Boost your wallet with these effective tips on how you can save fuel. A focus on fuel saving will save a considerable amount, and regularly. Keeping the weight low is key for this, because extra weight is extra energy needed to move it. But how else can we prepare the car for reduced fuel use?
With these three extra pointers, you should experience a noticeable increase in fuel economy, as I have. Fuel tends to be the largest expense for some cars, after the purchase price. This is particularly the case for vehicles that are frequently used, such as taxis or commuter cars. A lot of potential savings are therefore just around the corner.
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Any mention of oil normally leads people to address the engine oil, and rightly so. We must change the engine oil periodically because it’s important to reduce friction. It also provides a degree of cleaning and helps to keep the engine cool. However, the majority of people tend to stop at the engine and not realise that there is oil to be changed (and friction to be reduced) elsewhere. Some ignore the rest of the transmission system and the oil that needs. This is where we can get ahead, and keep our cars healthier and more economical for longer. I had my engine oil and filter changed for around £60 in total. The exact price for other cars will vary because larger engines with more cylinders will require more lubrication.
Luckily, my car reminded me to renew its transmission oil by sometimes jumping out of gear! This is a common warning, and I didn’t ignore it. The car went to the garage, they did the change, and I was immediately greeted with increases in fuel economy and gears that did as requested. Clearly this is good for safety as well as reliability. The oil and labour was about £75 in total for my vehicle. This is therefore a cheap way to make sure that vehicle remains safe, reliable and economical for a while yet.
Wheel alignment is the cheap and simple art of making sure that all of the car’s road wheels are pointing in the right direction. Sounds obvious, but the alignment of a vehicle can be negatively affected by two main causes: Kerbing and potholes. The resulting impact from hitting a pothole at speed, or kerbing a wheel on the pavement while parking can cause a small change in the direction in which the road wheel would naturally point when the steering wheel is held in the straight-ahead position.
The other drawback of hitting a pothole at speed could be that this could cause a wheel to become out of balance (which will, at best, cause annoying vibration). It could also cause a wheel to become buckled, which is just dangerous. Both of the end results will cause the engine to use more fuel, as it takes more energy to rotate a wheel that won’t rotate evenly.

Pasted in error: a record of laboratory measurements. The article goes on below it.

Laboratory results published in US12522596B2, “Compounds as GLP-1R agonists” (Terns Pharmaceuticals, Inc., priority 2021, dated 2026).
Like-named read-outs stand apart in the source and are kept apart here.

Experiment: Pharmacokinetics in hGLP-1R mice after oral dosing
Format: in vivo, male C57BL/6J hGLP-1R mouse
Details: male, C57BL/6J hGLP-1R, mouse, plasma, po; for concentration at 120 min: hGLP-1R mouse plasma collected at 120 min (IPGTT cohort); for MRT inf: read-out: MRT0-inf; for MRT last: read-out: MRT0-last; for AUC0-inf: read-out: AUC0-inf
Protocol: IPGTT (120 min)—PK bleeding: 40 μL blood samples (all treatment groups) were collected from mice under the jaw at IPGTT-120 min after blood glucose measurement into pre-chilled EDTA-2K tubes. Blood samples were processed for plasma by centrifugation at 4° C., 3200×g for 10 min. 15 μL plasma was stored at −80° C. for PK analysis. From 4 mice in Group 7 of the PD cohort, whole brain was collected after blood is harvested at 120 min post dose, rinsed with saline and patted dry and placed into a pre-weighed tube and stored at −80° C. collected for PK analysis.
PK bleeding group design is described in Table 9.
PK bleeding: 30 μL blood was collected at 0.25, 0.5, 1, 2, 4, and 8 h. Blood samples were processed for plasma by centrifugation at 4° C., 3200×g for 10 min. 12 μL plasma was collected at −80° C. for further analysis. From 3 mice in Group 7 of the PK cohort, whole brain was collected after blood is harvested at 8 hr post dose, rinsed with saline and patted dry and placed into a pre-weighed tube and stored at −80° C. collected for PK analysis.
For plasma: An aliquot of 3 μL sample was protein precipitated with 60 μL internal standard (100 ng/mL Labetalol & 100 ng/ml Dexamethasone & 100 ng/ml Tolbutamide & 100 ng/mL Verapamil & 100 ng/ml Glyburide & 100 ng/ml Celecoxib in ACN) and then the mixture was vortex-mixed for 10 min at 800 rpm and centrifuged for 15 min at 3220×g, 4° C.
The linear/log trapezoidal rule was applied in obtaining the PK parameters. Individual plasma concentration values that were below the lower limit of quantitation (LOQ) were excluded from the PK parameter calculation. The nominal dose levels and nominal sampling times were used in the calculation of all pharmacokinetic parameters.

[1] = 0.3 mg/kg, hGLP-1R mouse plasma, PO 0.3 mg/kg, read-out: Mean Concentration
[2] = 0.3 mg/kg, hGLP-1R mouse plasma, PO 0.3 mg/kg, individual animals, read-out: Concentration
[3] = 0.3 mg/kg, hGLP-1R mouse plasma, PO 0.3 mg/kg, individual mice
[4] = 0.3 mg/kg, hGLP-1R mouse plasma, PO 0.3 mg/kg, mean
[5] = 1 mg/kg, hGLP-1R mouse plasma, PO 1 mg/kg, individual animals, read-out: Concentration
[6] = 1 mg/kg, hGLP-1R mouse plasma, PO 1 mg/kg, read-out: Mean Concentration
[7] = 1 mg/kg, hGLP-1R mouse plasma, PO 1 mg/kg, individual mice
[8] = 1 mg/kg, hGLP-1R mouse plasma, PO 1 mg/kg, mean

Wheels pointing out of alignment can cause the tyres to slightly scrub along the surface of the road, rather than just rolling normally. The tyres will need more energy to rotate them, and they will wear out faster. Both of these are a further drain on your finances. I had the alignment performed on my car for around an inexpensive £30. This puts less strain on parts and kept me away from fuel stations.
Sticking with tyres, a key fuel saving aspect is to keep them inflated properly. Under-inflated tyres resist rolling, which means the engine has to use more energy (fuel) to make the car move. Under inflated tyres also cause a degree of delay when turning the car, as there won’t be as strong or direct a connection between wheel and road. The reduced air pressure and softness may improve the ride, but will completely ruin the handling. Over inflated tyres will reduce the tyre’s grip on the road, and it will cause it to wear unevenly. Nowadays, there are places where we can adjust the tyre pressures for free (typically supermarkets). Increasing the pressure marginally when travelling long distance at relatively high speed is something I do and would recommend to others, to make the car more stable.
There is an optimum range for most tyres: mine is between 30 and 35 PSI. It’s also good to remember that tyre pressures will change depending on how we drive, how far and the sort of driving that we do. It’s therefore important that the pressure check is done before the journey starts, and adjustments made from there.
So there you have it. Three of my top reliable tips on having a frugal focus on fuel saving. You may have noticed that I haven’t suggested how often any of these tips should be carried out. That’s because all of this is very car dependent. As long as we adhere to the owner’s manual (or better), we should be fine.
Since implementing these maintenance tips, the average fuel consumption of my Focus has risen by around 2 mpg. The car has also become smoother to drive, and tracks the road more reliably. Thus there is not only a fuel saving aspect, but a safety aspect to these tips as well. Being safe saves money. Crashes are not cheap on any level. I don’t and will never advocate saving money on critical areas of the car for this reason, and I’ve seen what can happen when owners do. Both the vehicle and the individuals deserve better. Thanks for reading!